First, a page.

Clinical oncology relates to any type of cancer treatment that is not surgery, including radiotherapy and systemic therapies. Clinical oncologists are doctors who use radiotherapy and chemotherapy to treat and manage patients with cancer. They also use a range of other treatments to treat cancers, without using surgery.
Clinical oncologists determine which treatment to use by considering a range of factors including tumour type, the site of the tumour, the stage of the disease and the patient’s general health. They then assess the relative merits of different treatments before presenting these to the patient so that an informed decision can be made.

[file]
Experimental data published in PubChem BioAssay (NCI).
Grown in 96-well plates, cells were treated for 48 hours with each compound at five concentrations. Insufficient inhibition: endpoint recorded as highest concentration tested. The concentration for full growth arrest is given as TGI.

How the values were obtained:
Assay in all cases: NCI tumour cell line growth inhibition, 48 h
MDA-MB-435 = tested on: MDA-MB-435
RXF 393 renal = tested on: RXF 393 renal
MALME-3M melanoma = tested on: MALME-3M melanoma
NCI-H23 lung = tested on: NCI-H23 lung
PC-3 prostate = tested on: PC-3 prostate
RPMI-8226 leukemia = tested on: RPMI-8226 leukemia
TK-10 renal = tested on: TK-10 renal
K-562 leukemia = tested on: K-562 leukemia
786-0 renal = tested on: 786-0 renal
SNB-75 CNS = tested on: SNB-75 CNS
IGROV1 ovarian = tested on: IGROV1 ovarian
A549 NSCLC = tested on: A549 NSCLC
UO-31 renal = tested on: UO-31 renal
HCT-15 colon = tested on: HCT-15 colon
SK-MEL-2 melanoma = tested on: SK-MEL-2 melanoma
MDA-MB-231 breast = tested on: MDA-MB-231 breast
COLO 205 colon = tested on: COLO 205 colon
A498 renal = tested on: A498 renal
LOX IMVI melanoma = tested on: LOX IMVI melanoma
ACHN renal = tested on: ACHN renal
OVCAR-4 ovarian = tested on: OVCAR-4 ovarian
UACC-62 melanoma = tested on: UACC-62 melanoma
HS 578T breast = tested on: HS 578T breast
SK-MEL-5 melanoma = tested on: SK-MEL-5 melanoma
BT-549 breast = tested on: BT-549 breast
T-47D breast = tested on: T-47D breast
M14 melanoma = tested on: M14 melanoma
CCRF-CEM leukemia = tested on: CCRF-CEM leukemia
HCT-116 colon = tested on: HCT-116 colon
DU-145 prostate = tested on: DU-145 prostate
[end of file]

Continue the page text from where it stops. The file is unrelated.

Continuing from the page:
Clinical oncologists undergo training in the management of all types of cancer but increasingly concentrate on treating one or two types of cancer as a consultant. These are known as site specialties (as there are no sub-specialties in clinical oncology) and include: